Hesitation, anticipation surround county emergency radio signal fix
While Dane County police and fire leaders are cautiously optimistic about county leaders’ plans to enhance their new emergency communication radio system, known as DaneCom, the police chief association president says there is also hesitation.
“We’re hoping, but it’s like a lot of things. Until the switch gets thrown … we won’t know,” Brooklyn Police Chief Harry Barger said.
Until the DaneCom system is brought online, which county officials now estimate will happen next summer, parts have remained offline since December.
At the time, the county executive’s office had hoped that would stop radio and pager failures that are plaguing some county first responders. However, Barger said they continue in his department.
“My ability to get out without my portable is almost nonexistent,” Bager said.
As a ‘Band-Aid’ fix, Barger is considering using $1,200 from his budget to purchase a portable signal.
“The officer carries a small device on their person, and once that’s flipped on, that activates the system,” Barger said. “So now we can get to the car and get to dispatch.”
The county also confirmed that June technical issues caused Cross Plains police radios to fail.
“People’s lives only hang in the balance here. At any given moment, whether it’s an ambulance call, a fire call, a police call, someone’s life hangs in the balance here,” Barger said.
The Dane County Fire Chiefs Association president, Middleton Fire Chief Aaron Harris, said that while some of his members’ frustration comes from human error, other failures also continue.
“(I) wish that wasn’t the case. I wish there was a system in place that you could talk and know you’re going to get someone on the other end. But as it stands, that’s not the case in Dane County,” Harris said.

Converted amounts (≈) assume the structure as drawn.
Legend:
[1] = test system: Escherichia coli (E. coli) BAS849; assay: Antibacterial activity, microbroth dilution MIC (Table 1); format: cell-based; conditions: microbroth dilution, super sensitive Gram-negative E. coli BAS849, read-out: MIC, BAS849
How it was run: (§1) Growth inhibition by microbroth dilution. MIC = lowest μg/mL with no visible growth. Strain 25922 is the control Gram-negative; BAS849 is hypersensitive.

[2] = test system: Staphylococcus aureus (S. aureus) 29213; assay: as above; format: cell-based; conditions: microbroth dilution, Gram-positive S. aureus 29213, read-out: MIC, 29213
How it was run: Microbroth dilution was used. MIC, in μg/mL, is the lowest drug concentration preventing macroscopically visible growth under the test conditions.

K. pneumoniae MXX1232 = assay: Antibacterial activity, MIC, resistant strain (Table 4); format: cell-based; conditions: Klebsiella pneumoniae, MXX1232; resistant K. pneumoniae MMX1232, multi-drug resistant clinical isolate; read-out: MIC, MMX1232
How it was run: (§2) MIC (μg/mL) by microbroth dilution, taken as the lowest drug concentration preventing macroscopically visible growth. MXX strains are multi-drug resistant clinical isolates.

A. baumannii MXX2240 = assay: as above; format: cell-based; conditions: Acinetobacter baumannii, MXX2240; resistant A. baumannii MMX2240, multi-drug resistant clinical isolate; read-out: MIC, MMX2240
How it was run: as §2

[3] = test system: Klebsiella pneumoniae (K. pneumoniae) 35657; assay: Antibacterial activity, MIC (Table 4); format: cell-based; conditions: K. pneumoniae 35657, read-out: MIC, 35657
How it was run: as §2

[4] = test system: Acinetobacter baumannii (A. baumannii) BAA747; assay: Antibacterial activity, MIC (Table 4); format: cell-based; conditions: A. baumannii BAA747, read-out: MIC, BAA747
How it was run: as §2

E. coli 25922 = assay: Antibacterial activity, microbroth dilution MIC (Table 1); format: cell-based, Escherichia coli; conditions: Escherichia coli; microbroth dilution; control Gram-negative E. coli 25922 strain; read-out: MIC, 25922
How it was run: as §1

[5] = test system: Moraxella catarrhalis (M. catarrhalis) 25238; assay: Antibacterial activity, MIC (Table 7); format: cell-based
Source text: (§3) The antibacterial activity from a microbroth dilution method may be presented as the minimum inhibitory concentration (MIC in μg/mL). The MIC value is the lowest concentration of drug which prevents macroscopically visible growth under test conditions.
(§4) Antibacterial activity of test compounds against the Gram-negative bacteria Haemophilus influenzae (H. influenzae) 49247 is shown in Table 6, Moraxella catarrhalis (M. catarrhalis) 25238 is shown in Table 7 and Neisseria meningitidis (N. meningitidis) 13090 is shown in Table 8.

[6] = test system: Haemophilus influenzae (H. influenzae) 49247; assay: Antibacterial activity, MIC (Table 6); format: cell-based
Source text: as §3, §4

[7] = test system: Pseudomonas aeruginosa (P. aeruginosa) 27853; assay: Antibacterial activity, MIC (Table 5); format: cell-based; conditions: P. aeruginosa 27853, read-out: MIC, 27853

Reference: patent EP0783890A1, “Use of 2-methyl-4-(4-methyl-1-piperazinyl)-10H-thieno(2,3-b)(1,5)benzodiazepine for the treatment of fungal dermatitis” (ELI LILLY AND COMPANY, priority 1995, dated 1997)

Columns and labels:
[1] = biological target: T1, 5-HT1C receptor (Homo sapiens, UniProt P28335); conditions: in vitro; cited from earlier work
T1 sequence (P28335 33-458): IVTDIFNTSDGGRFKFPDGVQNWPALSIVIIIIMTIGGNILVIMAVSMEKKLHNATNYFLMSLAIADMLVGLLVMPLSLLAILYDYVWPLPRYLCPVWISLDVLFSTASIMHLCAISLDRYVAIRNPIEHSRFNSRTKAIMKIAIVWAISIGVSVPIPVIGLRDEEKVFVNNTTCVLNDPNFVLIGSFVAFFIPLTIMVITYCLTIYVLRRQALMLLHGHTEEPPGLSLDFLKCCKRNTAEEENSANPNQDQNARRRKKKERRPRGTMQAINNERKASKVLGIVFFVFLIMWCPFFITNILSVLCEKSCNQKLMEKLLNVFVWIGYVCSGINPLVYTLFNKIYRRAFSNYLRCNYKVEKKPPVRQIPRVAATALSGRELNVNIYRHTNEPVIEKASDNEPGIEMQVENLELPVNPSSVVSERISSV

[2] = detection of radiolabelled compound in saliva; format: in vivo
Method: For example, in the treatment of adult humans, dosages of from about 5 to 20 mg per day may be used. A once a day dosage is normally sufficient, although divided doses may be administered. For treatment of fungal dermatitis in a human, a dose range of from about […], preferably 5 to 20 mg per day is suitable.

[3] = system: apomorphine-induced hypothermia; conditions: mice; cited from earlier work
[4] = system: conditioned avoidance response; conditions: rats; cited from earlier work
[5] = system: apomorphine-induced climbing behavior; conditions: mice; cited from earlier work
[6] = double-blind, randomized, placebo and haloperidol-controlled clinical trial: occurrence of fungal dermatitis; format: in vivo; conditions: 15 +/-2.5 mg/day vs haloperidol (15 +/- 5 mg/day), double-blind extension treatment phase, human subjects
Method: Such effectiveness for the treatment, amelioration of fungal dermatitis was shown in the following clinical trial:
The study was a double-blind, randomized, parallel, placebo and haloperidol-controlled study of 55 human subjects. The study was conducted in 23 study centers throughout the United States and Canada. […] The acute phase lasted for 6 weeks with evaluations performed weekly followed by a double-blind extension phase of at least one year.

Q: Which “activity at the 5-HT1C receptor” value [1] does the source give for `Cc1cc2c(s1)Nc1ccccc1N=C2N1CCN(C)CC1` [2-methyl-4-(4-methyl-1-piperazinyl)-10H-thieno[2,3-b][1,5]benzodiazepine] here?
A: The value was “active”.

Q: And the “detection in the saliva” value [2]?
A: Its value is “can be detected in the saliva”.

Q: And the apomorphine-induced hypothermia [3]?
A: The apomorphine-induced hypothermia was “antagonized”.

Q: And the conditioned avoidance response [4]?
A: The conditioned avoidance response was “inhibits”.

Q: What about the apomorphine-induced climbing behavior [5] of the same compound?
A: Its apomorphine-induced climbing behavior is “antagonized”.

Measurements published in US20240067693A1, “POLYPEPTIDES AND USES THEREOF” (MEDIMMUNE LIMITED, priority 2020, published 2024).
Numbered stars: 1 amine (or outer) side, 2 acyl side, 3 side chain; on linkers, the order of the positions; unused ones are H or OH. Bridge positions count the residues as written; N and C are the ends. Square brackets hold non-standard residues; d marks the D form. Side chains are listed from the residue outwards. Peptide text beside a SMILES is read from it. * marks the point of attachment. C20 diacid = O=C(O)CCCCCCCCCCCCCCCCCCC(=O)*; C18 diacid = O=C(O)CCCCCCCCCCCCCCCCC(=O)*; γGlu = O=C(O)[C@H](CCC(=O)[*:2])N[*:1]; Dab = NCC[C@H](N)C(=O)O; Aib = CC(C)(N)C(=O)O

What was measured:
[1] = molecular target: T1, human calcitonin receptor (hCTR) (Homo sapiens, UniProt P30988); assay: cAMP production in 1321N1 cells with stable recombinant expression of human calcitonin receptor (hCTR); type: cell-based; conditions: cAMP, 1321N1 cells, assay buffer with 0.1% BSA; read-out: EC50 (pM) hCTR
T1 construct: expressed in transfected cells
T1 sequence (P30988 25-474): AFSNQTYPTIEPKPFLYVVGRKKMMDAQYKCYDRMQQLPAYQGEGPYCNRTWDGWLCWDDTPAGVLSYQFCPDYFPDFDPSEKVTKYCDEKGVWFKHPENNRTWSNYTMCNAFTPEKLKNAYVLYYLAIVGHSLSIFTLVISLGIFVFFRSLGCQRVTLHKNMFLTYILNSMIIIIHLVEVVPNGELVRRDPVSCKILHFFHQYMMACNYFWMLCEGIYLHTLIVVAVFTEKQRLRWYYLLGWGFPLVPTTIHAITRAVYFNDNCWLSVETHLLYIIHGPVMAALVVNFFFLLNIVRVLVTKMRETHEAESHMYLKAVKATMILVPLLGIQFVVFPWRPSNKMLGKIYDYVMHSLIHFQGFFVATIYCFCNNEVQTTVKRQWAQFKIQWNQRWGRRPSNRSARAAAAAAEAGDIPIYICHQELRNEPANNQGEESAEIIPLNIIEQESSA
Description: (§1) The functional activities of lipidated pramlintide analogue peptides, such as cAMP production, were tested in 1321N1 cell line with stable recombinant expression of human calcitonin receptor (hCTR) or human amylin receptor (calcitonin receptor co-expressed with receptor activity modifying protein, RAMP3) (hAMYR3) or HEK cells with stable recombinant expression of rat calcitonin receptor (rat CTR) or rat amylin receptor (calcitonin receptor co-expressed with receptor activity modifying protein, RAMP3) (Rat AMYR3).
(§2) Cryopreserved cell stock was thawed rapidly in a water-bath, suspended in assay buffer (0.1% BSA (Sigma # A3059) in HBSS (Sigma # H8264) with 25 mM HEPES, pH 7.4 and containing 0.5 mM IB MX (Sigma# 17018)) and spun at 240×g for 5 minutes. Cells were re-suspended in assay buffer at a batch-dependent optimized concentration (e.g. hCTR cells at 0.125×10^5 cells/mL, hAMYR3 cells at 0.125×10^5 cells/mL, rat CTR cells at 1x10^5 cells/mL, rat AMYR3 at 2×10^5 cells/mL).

For example, Stoughton’s new fire chief Scott Wegner, said paging volunteers in emergencies is still a problem. According to Wegner his Band-Aid fix remains a cellphone app.
“Any time you can’t communicate with somebody, frustration sets in,” Harris said.
County Executive Chief of Staff Josh Wescott said leaders have heard first responders “loud and clear.” Instead of turning on what could be an inadequate DaneCom system, Wescott said they still plan to spend nearly $7 million that the county board allocated for the project earlier this year.
“There’s eight towers up. There’s eight towers with equipment on them. We’re now going to put equipment on five more towers,” Wescott said.
But Wescott said those “new” towers will be equipment placed on five existing sites at the DeForest State Patrol, WJJO-Radio in Deerfield, outside Rockdale in CamRock Park, Stoughton’s water tower and Brigham County Park.
Wescott said adding radio equipment to existing towers will more quickly bring DaneCom online and help solve ongoing radio problems.
“The equipment is what makes the system work. And where you locate the equipment and how much you have determines the success of the system, not whether the equipment is located on an existing tower site or a new tower site,” Wescott said.
The county’s hope is that installing the equipment on existing sites to will have the system up and running by next summer, instead of 2017, as previously thought. Wescott said any money not spent on tower equipment will be spent on increasing critical-incident radio channels.